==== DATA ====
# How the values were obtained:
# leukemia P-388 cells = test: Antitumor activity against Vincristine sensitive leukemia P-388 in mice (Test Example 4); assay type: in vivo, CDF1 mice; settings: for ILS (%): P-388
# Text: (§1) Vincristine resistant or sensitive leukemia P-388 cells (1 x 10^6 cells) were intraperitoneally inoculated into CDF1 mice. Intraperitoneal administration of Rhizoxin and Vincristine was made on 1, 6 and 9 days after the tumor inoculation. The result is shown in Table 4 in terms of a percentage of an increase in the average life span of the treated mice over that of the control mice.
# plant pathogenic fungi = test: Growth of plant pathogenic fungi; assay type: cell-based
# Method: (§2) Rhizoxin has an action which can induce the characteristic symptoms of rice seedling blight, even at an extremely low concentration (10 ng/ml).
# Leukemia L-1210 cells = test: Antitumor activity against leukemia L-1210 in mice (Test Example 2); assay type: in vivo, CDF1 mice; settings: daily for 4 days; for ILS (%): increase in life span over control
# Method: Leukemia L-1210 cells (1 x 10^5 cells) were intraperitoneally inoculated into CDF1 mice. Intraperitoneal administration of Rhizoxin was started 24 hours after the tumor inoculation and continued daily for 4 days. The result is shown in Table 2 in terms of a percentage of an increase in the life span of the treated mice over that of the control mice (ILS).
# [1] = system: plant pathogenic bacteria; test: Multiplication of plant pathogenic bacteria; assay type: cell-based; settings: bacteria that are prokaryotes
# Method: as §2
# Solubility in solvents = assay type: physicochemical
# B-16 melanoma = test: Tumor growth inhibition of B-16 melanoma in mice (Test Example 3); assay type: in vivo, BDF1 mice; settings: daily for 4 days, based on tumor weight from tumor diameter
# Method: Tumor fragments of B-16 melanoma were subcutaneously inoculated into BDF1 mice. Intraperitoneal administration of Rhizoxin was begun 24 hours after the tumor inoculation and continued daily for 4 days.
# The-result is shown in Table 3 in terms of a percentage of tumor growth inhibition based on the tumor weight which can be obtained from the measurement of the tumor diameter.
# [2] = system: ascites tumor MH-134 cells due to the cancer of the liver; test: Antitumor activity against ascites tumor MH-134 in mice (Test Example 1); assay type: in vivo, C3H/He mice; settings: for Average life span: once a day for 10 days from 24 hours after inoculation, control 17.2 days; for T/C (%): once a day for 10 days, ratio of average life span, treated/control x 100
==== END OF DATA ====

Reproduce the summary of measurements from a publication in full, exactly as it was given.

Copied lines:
# How the values were obtained:
# leukemia P-388 cells = test: Antitumor activity against Vincristine sensitive leukemia P-388 in mice (Test Example 4); assay type: in vivo, CDF1 mice; settings: for ILS (%): P-388
# Text: (§1) Vincristine resistant or sensitive leukemia P-388 cells (1 x 10^6 cells) were intraperitoneally inoculated into CDF1 mice. Intraperitoneal administration of Rhizoxin and Vincristine was made on 1, 6 and 9 days after the tumor inoculation. The result is shown in Table 4 in terms of a percentage of an increase in the average life span of the treated mice over that of the control mice.
# plant pathogenic fungi = test: Growth of plant pathogenic fungi; assay type: cell-based
# Method: (§2) Rhizoxin has an action which can induce the characteristic symptoms of rice seedling blight, even at an extremely low concentration (10 ng/ml).
# Leukemia L-1210 cells = test: Antitumor activity against leukemia L-1210 in mice (Test Example 2); assay type: in vivo, CDF1 mice; settings: daily for 4 days; for ILS (%): increase in life span over control
# Method: Leukemia L-1210 cells (1 x 10^5 cells) were intraperitoneally inoculated into CDF1 mice. Intraperitoneal administration of Rhizoxin was started 24 hours after the tumor inoculation and continued daily for 4 days. The result is shown in Table 2 in terms of a percentage of an increase in the life span of the treated mice over that of the control mice (ILS).
# [1] = system: plant pathogenic bacteria; test: Multiplication of plant pathogenic bacteria; assay type: cell-based; settings: bacteria that are prokaryotes
# Method: as §2
# Solubility in solvents = assay type: physicochemical
# B-16 melanoma = test: Tumor growth inhibition of B-16 melanoma in mice (Test Example 3); assay type: in vivo, BDF1 mice; settings: daily for 4 days, based on tumor weight from tumor diameter
# Method: Tumor fragments of B-16 melanoma were subcutaneously inoculated into BDF1 mice. Intraperitoneal administration of Rhizoxin was begun 24 hours after the tumor inoculation and continued daily for 4 days.
# The-result is shown in Table 3 in terms of a percentage of tumor growth inhibition based on the tumor weight which can be obtained from the measurement of the tumor diameter.
# [2] = system: ascites tumor MH-134 cells due to the cancer of the liver; test: Antitumor activity against ascites tumor MH-134 in mice (Test Example 1); assay type: in vivo, C3H/He mice; settings: for Average life span: once a day for 10 days from 24 hours after inoculation, control 17.2 days; for T/C (%): once a day for 10 days, ratio of average life span, treated/control x 100